We’re all familiar with the aging musician genre: A singer who’s past his prime but who’s sure that the next gig will be the one that puts him on the map but is suddenly given responsibilities. Will this show him the error of his ways? Thankfully, The Last Elvis gives us something different.
Elvis impersonator Carlos (John McInerny) has always seen his voice as a gift from God, a clear sign of what his path through life should be. Now he’s putting on weight and planning a show that needs to be his best. He’s also found his way back into the life of his daughter Lisa, although his ex Alejandra isn’t too happy about it. But when Alejandra is in a car accident, Carlos must take care of his daughter.
Co-written and directed by Armando Bo (co-writer of Biutiful), The Last Elvis has no interest in creating an emotionally manipulative story. While the plot may sound hackneyed, Bo and co-writer Nicolás Giacobone have created an quietly mesmerising if reluctant lead character in Carlos. Beyond his commitment to giving the best possible show he can, we’re rarely given any insight into what’s going on under the surface. He simply wants to be Elvis, to the point where he calls Alejandra Priscilla, and both his daughter and his car are named Lisa Marie.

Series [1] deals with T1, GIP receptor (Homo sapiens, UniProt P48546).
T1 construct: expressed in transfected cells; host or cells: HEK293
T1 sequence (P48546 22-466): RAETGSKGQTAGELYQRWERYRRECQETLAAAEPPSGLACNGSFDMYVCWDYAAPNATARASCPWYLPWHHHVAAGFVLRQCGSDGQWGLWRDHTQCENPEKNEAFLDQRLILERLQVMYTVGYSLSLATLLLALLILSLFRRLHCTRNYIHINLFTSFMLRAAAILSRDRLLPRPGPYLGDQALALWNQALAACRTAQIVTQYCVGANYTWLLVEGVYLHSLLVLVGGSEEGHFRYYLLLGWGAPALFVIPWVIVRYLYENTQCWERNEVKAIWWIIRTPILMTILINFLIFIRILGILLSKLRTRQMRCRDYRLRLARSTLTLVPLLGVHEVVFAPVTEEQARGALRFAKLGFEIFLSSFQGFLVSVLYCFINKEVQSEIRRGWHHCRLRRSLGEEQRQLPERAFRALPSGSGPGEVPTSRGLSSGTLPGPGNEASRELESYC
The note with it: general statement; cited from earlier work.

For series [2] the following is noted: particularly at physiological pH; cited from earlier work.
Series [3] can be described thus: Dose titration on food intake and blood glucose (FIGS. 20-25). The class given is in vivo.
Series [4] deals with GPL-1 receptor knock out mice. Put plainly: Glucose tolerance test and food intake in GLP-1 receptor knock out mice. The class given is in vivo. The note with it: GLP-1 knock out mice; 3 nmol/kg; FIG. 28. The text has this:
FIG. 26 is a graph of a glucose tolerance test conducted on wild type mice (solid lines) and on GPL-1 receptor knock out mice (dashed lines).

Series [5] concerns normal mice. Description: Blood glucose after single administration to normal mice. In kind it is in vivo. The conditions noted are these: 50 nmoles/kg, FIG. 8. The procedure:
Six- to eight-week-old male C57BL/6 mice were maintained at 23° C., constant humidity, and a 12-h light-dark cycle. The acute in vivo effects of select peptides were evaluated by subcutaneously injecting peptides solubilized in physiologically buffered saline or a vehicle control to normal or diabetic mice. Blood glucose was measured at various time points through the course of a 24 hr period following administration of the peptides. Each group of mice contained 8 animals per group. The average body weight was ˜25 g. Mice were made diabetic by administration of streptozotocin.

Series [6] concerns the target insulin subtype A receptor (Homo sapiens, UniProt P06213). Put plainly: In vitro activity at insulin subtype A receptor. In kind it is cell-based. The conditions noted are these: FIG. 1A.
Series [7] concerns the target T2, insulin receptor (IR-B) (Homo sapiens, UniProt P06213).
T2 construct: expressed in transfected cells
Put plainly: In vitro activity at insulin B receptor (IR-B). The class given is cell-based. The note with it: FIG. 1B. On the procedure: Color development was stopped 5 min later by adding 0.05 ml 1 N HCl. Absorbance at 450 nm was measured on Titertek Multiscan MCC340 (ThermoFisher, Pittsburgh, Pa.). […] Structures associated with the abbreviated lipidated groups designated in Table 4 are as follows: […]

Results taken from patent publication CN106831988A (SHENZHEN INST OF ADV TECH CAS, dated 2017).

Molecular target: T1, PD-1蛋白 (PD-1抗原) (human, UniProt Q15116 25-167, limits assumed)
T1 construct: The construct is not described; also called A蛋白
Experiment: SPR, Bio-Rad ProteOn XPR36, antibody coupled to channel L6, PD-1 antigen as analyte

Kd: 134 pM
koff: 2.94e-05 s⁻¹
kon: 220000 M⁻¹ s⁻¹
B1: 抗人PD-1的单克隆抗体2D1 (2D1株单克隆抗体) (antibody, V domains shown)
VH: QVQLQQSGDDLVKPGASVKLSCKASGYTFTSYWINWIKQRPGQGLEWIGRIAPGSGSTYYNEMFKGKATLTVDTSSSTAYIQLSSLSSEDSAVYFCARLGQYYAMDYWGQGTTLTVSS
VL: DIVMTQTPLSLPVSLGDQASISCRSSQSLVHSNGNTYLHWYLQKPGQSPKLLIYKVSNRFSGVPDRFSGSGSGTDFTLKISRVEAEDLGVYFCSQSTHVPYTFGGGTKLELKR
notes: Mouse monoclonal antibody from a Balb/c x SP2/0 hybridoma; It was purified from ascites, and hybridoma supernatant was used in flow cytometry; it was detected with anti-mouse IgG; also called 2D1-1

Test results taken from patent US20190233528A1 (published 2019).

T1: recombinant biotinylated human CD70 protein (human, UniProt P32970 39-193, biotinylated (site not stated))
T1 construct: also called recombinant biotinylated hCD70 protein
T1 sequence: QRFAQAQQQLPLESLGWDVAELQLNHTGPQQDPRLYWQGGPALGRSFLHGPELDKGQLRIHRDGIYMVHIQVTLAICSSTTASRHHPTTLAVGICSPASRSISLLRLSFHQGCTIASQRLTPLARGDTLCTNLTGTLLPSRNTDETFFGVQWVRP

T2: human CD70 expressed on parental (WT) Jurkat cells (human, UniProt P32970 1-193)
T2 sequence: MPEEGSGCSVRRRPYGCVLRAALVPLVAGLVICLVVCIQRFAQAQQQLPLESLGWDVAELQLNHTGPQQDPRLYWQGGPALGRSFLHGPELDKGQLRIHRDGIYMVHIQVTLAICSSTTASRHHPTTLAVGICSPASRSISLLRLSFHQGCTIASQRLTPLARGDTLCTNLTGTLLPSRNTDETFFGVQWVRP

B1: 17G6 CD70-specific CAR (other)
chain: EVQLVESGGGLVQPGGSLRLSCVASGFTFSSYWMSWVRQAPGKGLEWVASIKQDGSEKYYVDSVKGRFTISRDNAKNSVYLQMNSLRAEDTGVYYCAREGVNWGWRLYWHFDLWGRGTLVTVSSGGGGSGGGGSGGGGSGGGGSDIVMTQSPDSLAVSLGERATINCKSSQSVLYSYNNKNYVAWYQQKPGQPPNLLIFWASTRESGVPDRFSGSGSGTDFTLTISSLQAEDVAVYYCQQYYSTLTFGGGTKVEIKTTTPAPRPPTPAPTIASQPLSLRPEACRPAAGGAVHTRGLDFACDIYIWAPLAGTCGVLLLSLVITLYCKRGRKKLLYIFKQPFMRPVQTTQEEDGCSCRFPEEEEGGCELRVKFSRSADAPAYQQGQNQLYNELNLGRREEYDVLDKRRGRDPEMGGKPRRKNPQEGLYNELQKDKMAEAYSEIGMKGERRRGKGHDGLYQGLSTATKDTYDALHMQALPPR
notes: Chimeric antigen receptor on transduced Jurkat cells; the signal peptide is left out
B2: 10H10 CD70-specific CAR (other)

But he’s not a cold-hearted man, and certainly not a cruel one. He wants his family to share in this life he’s created for himself. Somehow it’s difficult to see a character like The King of Comedy’s Rupert Pupkin stopping rehearsal halfway through to rush to the hospital. But it’s difficult to read how he reacts to Lisa’s growing affection for him, or if he notices it at all. He explains to her that people who don’t pursue their dreams are unhappy. John McInerny’s performance is very impressive; at times incredibly open and at others totally unreadable.
It’s not an icy film by any means but there’s a definite detachment. Bo makes sure there’s no questioning Carlos’ talent and the Elvis renditions are fantastic, but the sense of fractured reality that comes from a parade of celebrity impersonators (“Iggy Pop” moans that no one asks for him any more, while “Kiss” share eye-liners and hair mousse) seeps into a final act that should provoke discussion, as should the whole film.
The Last Elvis an unusual, oddly engrossing film with a fantastic lead performance that stays with you after it’s over.
The Last Elvis is shown at the East End Film Festival on 08 July.